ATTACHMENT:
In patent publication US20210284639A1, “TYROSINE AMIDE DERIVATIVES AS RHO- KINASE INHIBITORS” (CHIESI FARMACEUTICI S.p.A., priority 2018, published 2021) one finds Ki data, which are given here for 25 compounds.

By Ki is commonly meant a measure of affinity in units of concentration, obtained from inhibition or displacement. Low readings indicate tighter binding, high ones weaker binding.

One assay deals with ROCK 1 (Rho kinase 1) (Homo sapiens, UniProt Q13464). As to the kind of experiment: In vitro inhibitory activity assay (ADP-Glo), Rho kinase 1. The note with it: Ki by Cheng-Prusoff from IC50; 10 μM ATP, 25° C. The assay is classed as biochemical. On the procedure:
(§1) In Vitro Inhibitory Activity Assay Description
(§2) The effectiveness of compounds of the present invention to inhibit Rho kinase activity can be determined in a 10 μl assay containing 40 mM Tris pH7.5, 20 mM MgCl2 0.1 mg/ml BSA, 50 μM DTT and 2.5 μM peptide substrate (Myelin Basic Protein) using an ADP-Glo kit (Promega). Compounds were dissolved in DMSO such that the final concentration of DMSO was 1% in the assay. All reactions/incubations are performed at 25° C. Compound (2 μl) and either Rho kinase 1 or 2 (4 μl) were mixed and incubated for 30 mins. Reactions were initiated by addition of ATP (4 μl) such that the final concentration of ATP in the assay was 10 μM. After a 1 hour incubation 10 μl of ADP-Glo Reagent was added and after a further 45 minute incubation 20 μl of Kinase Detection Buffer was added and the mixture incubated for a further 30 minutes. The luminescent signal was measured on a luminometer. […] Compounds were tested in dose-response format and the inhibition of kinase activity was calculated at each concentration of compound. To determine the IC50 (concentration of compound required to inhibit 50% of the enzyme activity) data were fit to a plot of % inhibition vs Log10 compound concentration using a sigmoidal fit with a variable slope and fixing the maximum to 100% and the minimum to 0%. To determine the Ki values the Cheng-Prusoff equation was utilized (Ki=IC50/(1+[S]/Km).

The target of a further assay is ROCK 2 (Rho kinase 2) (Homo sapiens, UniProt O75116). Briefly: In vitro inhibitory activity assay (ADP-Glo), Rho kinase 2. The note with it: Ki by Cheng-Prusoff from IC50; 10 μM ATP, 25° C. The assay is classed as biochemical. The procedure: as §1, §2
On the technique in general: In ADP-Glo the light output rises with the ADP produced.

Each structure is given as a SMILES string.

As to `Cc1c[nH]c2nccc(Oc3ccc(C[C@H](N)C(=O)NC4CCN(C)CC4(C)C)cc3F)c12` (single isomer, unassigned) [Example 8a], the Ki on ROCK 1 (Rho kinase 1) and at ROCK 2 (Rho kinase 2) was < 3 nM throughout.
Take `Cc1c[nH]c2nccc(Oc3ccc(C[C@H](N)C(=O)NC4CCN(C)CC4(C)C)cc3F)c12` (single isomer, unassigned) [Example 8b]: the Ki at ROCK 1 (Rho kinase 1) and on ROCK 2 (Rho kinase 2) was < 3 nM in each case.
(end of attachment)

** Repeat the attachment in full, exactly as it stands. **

In patent publication US20210284639A1, “TYROSINE AMIDE DERIVATIVES AS RHO- KINASE INHIBITORS” (CHIESI FARMACEUTICI S.p.A., priority 2018, published 2021) one finds Ki data, which are given here for 25 compounds.

By Ki is commonly meant a measure of affinity in units of concentration, obtained from inhibition or displacement. Low readings indicate tighter binding, high ones weaker binding.

One assay deals with ROCK 1 (Rho kinase 1) (Homo sapiens, UniProt Q13464). As to the kind of experiment: In vitro inhibitory activity assay (ADP-Glo), Rho kinase 1. The note with it: Ki by Cheng-Prusoff from IC50; 10 μM ATP, 25° C. The assay is classed as biochemical. On the procedure:
(§1) In Vitro Inhibitory Activity Assay Description
(§2) The effectiveness of compounds of the present invention to inhibit Rho kinase activity can be determined in a 10 μl assay containing 40 mM Tris pH7.5, 20 mM MgCl2 0.1 mg/ml BSA, 50 μM DTT and 2.5 μM peptide substrate (Myelin Basic Protein) using an ADP-Glo kit (Promega). Compounds were dissolved in DMSO such that the final concentration of DMSO was 1% in the assay. All reactions/incubations are performed at 25° C. Compound (2 μl) and either Rho kinase 1 or 2 (4 μl) were mixed and incubated for 30 mins. Reactions were initiated by addition of ATP (4 μl) such that the final concentration of ATP in the assay was 10 μM. After a 1 hour incubation 10 μl of ADP-Glo Reagent was added and after a further 45 minute incubation 20 μl of Kinase Detection Buffer was added and the mixture incubated for a further 30 minutes. The luminescent signal was measured on a luminometer. […] Compounds were tested in dose-response format and the inhibition of kinase activity was calculated at each concentration of compound. To determine the IC50 (concentration of compound required to inhibit 50% of the enzyme activity) data were fit to a plot of % inhibition vs Log10 compound concentration using a sigmoidal fit with a variable slope and fixing the maximum to 100% and the minimum to 0%. To determine the Ki values the Cheng-Prusoff equation was utilized (Ki=IC50/(1+[S]/Km).

The target of a further assay is ROCK 2 (Rho kinase 2) (Homo sapiens, UniProt O75116). Briefly: In vitro inhibitory activity assay (ADP-Glo), Rho kinase 2. The note with it: Ki by Cheng-Prusoff from IC50; 10 μM ATP, 25° C. The assay is classed as biochemical. The procedure: as §1, §2
On the technique in general: In ADP-Glo the light output rises with the ADP produced.

Each structure is given as a SMILES string.

As to `Cc1c[nH]c2nccc(Oc3ccc(C[C@H](N)C(=O)NC4CCN(C)CC4(C)C)cc3F)c12` (single isomer, unassigned) [Example 8a], the Ki on ROCK 1 (Rho kinase 1) and at ROCK 2 (Rho kinase 2) was < 3 nM throughout.
Take `Cc1c[nH]c2nccc(Oc3ccc(C[C@H](N)C(=O)NC4CCN(C)CC4(C)C)cc3F)c12` (single isomer, unassigned) [Example 8b]: the Ki at ROCK 1 (Rho kinase 1) and on ROCK 2 (Rho kinase 2) was < 3 nM in each case.